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correct answer Grip down on the club to shorten your swing

Amateur golfers are most comfortable when they can make a full swing. Ask an everyday player to take something off a shot – to hit his 150-yard club from 140 yards, for instance – and hell have a difficult time making solid contact.

Its a commonly faced task, though, especially within 125 yards of the green. Thats why its critical to develop a feel for the three-quarter wedge shot, a par-saving weapon that will boost your success rate on par 5s, too.

Faced with a three-quarter wedge – say, a 75-yard shot with the club you normally hit from 100 – most golfers will use their normal setup, grip and swing length, then try to “baby” the ball the correct distance. Decelerating the club, however, just causes fat and thin shots.

The proper technique for a three-quarter wedge is simple. Just follow these steps:

  • Assume your normal address position, with the ball in the center of your stance.
  • Place a little extra weight on your left (lead) foot, creating more shaft lean toward the target.
  • Heres the key: Grip down at least an inch on the club. Experiment on the driving range to gain a feel for how different grip placements affect your yardage.
  • Make your normal swing. Leaning left and gripping down will naturally limit your motion, producing shorter shots.

As a rule of thumb for a three-quarter shot, your left arm should stop when its parallel to the ground on the backswing. Your mileage may vary, though, so work on these mini-shots – including half-wedges, etc… -- to develop a keen sense of distance.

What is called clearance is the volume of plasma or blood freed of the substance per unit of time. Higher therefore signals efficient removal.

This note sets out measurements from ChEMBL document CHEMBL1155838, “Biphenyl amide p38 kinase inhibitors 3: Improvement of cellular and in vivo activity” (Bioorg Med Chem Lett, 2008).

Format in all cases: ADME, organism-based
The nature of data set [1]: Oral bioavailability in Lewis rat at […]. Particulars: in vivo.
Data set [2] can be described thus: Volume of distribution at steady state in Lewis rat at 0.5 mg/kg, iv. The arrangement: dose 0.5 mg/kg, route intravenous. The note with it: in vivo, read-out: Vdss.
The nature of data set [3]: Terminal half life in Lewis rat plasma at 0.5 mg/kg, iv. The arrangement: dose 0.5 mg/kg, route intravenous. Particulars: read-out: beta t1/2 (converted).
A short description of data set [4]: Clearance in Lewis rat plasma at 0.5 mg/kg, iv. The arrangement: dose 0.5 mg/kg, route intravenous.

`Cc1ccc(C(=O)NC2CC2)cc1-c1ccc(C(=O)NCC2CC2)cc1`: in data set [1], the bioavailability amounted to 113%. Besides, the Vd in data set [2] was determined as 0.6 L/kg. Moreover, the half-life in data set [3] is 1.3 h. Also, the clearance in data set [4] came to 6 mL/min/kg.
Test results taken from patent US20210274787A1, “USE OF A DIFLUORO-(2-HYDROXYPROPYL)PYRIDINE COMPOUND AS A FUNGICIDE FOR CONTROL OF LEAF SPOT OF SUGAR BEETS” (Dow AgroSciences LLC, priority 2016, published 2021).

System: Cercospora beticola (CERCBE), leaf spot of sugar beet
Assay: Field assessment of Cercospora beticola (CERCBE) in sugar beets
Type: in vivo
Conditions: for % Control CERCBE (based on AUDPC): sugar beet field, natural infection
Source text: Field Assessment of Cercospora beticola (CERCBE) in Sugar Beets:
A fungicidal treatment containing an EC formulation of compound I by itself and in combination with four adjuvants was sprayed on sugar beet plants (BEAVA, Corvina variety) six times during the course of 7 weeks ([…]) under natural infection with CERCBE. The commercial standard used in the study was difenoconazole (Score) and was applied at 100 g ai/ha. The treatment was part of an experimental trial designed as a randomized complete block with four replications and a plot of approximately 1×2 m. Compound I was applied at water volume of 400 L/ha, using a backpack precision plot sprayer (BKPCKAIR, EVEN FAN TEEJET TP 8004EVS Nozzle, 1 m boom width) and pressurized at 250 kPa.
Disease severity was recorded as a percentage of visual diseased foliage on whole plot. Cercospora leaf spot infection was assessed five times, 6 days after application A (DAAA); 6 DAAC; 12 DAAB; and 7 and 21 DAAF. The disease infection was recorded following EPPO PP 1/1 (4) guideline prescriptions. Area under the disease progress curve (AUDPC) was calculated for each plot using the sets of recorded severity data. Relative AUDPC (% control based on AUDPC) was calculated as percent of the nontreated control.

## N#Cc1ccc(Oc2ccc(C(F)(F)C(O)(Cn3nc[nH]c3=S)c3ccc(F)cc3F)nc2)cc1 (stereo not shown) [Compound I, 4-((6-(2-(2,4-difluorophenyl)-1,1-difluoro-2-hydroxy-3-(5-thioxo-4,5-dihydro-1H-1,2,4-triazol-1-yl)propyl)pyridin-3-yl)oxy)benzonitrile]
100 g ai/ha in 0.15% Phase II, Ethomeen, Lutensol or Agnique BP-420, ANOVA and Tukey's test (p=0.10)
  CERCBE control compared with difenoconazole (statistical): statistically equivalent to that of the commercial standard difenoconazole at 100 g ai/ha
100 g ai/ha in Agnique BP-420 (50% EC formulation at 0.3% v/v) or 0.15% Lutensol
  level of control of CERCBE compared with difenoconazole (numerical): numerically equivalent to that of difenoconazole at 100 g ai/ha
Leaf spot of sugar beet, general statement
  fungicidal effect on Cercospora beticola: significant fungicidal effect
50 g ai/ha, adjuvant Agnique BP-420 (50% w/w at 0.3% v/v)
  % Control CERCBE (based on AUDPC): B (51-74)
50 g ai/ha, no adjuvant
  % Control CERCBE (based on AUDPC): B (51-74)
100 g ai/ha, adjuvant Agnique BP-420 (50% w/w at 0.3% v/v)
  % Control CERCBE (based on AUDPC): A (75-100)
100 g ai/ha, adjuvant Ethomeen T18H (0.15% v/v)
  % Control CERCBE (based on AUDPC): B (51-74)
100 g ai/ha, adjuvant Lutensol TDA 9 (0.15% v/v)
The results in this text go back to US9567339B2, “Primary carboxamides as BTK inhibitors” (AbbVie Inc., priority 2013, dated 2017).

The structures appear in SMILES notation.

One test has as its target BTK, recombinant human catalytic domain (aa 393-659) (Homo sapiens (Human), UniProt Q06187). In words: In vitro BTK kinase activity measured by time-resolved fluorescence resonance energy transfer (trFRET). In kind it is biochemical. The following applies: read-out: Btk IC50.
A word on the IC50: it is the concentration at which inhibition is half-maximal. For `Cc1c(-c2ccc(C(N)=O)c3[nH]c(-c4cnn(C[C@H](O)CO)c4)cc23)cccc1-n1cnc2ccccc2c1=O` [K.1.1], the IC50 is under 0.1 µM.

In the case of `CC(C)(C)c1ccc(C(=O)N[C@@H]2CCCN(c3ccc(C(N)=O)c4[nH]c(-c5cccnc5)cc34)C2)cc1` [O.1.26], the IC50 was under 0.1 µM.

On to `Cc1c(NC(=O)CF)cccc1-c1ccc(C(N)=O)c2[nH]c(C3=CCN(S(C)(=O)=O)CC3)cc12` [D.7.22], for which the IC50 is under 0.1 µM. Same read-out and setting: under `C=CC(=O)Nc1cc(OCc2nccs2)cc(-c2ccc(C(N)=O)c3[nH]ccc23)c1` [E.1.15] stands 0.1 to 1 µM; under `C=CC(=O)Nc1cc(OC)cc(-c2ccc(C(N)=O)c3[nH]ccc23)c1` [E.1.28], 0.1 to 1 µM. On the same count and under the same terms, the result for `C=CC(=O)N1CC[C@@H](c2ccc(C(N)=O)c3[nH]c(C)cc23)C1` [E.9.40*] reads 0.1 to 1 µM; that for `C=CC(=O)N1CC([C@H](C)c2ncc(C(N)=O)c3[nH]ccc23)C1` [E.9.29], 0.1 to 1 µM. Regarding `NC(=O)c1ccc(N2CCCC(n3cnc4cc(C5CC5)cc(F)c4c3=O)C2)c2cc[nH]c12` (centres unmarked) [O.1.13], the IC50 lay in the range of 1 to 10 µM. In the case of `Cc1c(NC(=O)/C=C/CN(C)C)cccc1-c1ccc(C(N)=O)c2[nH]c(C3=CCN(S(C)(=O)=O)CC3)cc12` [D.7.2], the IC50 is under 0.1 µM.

Ladies and older gentlemen, watch these videos for tailored tips on playing this delicate shot:

Seniors: Correct Way to Hit Three-Quarter Shots

Women: How to Hit the Three-Quarter Golf Shot

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True, opening the clubface adds loft and generates higher, shorter shots. But few golfers have the confidence to make a hard swing from a short distance, leading to deceleration. Plus, hitting the ball super-high leaves shots vulnerable to the wind. The proper method described above will produce lower shots with plenty of backspin.

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For the millionth time… Deceleration is deadly on any golf shot, including chips, bunker shots, putts and pitches. A three-quarter shot should not be hit at 75% power, but with a swing thats 75% of your normal length.

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Make this mistake and you may hit the ball thin, fat or too high and short of target. Youll add unwanted loft to the club and fail to compress the ball, hurting your distance control. And any conscious attempt to slide the club underneath the ball inevitably leads to a scooping action – with ugly results.